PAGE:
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Started the build a little differently than normal with this one. I first marked and cut the slots for the lower fins in the tube. The outside of the tube was then sanded where the fins would attach.

Next it was time to insert the baffle. I wanted a fillet around the top of the baffle to help it stay in place. To do this the baffle needed to go in from the bottom which required it to go in first. This is a Qualman baffle that I opened up the holes a bit with a Dremel tool. These work just fine stock and look a lot nicer than when I got done with it but I just can't leave anything alone even if it works just fine. The baffle was assembled with TBII and given a coating of thinned TBII to give it a bit of fire protection. Next I added some 500# Kevlar to the screw eye for an attachment point for the shock cord.


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With the baffle in place we can see a nice bead around the top of the baffle.
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That is as far as I got last night. Picking this one up again this weekend.
 
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Back_at_it

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Built the motor mount next. Using a plywood upper ring and a fiber lower. With the TTW fins, the centering rings don't really carry any load but I wanted something a bit stronger up top due to the baffle. For now only the upper ring will be glued in place. The rear will be loosely fitted for installation but will be removed to allow for internal fillets. A BT20/50 ring was also used as a motor block.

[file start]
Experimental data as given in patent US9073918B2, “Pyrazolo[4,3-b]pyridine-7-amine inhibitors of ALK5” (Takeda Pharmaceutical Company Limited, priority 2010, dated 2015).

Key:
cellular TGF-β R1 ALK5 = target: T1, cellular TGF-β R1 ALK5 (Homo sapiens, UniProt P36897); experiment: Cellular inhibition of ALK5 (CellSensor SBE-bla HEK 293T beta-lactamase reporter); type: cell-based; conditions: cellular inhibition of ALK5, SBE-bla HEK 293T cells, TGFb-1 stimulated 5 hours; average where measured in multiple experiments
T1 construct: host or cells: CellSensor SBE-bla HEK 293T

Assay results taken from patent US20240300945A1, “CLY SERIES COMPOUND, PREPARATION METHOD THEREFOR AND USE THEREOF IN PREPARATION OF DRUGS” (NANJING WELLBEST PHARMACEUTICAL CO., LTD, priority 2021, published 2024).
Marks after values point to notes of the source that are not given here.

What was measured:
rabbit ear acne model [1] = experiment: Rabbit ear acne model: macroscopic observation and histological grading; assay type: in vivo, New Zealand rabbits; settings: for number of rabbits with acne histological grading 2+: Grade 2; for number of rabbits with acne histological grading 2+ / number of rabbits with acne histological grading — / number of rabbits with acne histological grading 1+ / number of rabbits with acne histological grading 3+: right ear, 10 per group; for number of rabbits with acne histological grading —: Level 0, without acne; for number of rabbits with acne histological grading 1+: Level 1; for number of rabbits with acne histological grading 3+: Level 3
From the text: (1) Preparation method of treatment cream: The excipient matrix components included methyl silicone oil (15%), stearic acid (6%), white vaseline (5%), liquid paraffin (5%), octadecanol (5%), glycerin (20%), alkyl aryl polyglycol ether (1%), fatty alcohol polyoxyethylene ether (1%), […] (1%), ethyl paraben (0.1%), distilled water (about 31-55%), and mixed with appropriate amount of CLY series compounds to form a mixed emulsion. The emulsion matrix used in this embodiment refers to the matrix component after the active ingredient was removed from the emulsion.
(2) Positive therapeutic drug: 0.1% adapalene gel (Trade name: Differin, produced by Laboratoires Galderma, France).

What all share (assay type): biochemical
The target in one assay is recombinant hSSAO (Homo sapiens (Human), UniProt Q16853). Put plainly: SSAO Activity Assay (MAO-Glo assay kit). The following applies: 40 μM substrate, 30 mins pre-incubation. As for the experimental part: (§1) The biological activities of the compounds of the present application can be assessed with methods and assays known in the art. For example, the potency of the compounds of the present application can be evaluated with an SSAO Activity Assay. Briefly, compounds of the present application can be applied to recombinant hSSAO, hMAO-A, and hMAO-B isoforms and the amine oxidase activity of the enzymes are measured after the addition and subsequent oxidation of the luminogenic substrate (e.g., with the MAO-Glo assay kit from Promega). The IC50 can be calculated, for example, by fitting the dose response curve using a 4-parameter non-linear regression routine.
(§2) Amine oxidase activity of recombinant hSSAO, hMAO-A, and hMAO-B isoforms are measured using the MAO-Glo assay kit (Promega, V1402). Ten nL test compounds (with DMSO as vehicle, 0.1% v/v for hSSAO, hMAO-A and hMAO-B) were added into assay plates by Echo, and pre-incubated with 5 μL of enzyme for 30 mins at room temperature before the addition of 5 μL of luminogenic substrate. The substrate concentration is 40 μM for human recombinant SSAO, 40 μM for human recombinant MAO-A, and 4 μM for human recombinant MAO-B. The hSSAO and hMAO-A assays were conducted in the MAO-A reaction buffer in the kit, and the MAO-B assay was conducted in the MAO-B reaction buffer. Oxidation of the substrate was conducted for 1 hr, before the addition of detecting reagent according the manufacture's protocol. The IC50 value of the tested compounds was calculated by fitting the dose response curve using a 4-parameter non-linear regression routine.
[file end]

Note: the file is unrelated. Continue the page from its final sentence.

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Once dry and a fillet added around the upper ring, I inserted the motor mount.

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With the motor mount drying I turned my attention to the upper fins. For this I lightly sanded the upper tube then marked the fin locations. The fins attach 1.5" from the bottom of the tube. A piece of tape was wrapped around the tube at the 1.5" mark to keep the fins aligned.

The fins were attached with TBII and fillets were added. Due to the design, I feel like it's going to be easier to fill, sand and seal the upper fins before final assembly.

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With the upper section completed I turned to the lower fins. I did need to open up the slots slightly to get the fins to fit. A little 100 grit opened them right up. All fins were attached using TBII. Ignore the bottle of Thick and quick, it was used as a weight to keep the tube from rolling around.